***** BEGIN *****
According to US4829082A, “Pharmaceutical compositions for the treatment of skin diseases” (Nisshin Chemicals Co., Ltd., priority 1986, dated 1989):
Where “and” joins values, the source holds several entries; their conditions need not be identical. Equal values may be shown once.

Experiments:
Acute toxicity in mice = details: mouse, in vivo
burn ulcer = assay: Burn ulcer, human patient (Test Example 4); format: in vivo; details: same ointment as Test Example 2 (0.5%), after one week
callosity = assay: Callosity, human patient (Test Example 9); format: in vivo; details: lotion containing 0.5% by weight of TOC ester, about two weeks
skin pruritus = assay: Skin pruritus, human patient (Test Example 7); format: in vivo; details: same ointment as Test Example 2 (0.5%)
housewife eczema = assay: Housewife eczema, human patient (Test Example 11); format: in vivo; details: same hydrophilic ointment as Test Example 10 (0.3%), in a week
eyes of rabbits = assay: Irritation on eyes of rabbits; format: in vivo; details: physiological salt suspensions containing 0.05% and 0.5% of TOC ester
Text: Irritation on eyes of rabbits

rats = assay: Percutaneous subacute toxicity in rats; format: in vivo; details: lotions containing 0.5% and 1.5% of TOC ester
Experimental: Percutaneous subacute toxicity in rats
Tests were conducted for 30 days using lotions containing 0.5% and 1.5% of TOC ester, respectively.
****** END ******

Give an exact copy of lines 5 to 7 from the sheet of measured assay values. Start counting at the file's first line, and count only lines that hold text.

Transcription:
burn ulcer = assay: Burn ulcer, human patient (Test Example 4); format: in vivo; details: same ointment as Test Example 2 (0.5%), after one week
callosity = assay: Callosity, human patient (Test Example 9); format: in vivo; details: lotion containing 0.5% by weight of TOC ester, about two weeks
skin pruritus = assay: Skin pruritus, human patient (Test Example 7); format: in vivo; details: same ointment as Test Example 2 (0.5%)